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Targeted mutagenesis using a linear fragment

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#1 cerqueiragm



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Posted 14 June 2011 - 03:26 AM

Hi everyone,
today I come across with some trouble to UNDERSTAND some gene replacement results.

I've been trying to obtain a knock out bacterial mutant by replacing my gene of interest for a KmR cassette, ok!?. The difference is that I have constructed a linear cassette, which contains the KmR cassette flanked by regions homologous to the flanks of the native gene to be replaced (Flank1 - KmR - Flank2).

I've then transformed the bacterial strain using the linear cassette and obtained Km resistant colonies. Then I've patched them to certify that they are really Km resistant. After this I PCR them using the following primers: Flank 1 forward and Flank 2 reverse (the same used to construct the cassette).

PCR Results:
1. No DNA rxn - No amplification
2. Wild-type rxn - 4 kb band
3. Cassette control rxn - 2 kb band
4. Colony 1 rxn - two bands (4 and 2 kb)
5. Colony 2 rxn - one band (2 kb).

My doubts:
1. Colony 1 could correspond to a single cross-over mutant?
2. Colony 2 could correspond to a gene replaced (knock out) mutant?
3. I've propagated the colony 2 for two more times after initial obtaining. For transformation I've used 10 micrograms of my LINEAR cassette. There is the possibility that the low 2 kb band be due to traces of the linear cassette or you guys think it could be really a double cross over mutant?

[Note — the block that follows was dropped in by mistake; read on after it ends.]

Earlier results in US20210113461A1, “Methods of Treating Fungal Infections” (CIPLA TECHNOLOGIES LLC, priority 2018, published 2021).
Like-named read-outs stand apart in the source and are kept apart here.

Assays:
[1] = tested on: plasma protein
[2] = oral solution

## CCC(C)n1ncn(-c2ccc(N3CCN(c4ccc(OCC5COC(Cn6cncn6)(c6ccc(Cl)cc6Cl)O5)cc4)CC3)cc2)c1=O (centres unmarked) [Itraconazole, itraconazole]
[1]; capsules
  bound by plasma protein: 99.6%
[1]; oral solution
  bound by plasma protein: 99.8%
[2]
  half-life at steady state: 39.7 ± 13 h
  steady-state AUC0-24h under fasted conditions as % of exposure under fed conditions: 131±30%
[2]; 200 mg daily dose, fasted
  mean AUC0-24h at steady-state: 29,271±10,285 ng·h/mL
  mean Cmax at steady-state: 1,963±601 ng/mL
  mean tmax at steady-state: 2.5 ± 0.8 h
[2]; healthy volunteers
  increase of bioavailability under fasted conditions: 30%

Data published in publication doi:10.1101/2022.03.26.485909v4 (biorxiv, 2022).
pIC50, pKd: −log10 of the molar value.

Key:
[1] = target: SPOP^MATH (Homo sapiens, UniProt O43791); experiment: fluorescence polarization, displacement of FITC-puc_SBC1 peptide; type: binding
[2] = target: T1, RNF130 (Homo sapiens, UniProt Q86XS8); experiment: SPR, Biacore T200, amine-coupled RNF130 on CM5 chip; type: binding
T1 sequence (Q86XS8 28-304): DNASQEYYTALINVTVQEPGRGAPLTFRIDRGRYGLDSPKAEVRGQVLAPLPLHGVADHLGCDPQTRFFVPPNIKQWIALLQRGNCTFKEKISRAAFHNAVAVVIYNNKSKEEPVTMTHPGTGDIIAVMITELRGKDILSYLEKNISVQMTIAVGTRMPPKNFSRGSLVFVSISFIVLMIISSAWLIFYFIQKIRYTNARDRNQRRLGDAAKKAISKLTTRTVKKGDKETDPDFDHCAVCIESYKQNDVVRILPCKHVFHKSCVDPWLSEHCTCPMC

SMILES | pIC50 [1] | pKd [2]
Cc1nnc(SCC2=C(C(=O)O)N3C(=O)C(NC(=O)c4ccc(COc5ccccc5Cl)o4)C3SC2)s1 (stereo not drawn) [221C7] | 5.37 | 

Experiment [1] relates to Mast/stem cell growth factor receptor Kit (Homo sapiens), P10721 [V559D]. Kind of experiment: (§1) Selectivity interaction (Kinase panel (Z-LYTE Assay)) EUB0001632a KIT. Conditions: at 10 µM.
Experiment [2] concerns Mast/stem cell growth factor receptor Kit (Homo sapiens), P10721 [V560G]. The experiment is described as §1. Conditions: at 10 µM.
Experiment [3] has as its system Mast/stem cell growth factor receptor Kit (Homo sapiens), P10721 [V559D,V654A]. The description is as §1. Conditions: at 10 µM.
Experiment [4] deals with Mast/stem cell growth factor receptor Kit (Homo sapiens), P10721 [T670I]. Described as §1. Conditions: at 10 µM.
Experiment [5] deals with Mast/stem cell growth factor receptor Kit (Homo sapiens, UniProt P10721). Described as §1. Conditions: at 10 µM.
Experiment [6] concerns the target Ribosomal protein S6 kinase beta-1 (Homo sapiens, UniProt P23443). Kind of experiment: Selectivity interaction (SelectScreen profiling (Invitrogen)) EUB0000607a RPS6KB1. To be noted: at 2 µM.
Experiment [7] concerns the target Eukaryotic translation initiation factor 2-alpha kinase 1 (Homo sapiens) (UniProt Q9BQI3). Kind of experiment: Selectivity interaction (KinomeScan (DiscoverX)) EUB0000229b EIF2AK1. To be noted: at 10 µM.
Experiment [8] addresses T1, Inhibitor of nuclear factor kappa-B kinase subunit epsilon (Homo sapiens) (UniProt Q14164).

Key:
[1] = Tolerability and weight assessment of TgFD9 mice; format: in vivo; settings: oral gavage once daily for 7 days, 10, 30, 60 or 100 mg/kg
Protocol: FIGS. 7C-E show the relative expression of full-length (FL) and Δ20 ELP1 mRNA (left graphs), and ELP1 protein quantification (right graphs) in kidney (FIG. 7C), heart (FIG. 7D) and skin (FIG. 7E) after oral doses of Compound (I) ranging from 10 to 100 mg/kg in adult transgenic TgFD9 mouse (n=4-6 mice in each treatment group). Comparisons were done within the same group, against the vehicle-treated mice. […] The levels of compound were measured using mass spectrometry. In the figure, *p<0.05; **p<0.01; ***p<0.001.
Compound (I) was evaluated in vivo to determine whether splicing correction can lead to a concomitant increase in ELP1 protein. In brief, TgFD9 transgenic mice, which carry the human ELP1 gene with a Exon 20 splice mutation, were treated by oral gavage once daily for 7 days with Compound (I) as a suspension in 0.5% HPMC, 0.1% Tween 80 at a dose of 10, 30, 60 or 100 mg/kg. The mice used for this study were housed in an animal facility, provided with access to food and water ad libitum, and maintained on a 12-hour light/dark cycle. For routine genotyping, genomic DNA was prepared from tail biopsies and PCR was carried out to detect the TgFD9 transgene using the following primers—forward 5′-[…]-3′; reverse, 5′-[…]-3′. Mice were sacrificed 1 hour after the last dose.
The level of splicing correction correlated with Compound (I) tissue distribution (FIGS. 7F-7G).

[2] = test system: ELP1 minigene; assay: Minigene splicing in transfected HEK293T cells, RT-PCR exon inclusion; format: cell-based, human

3. Someone knows a link to a schematic of a single crossover event using a LINEAR cassette? I tryed everywhere but couldn't find a scheme or diagram.

People, thank you very much for your help.
Kind regards.

Edited by cerqueiragm, 14 June 2011 - 03:29 AM.

#2 phage434



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Posted 14 June 2011 - 03:46 AM

I'd say your 4kb band with wt indicates that you need to optimize your pcr reaction. To really verify your clone 2, I would do an inverse pcr, which amplifies the region surrounding the insert. This is done by making primers facing outward from your cassette. Then, you extract genomic DNA, cut with a frequent cutter (Sau3AI, e.g.) then religate at low concentration. This makes a circular fragment containing your cassette and some of the flanking DNA on both sides. Use the ligation product as a pcr template for your outward primers, and amplify the region surrounding your insertion site. Sequence the pcr product to determine the site of your insertion.

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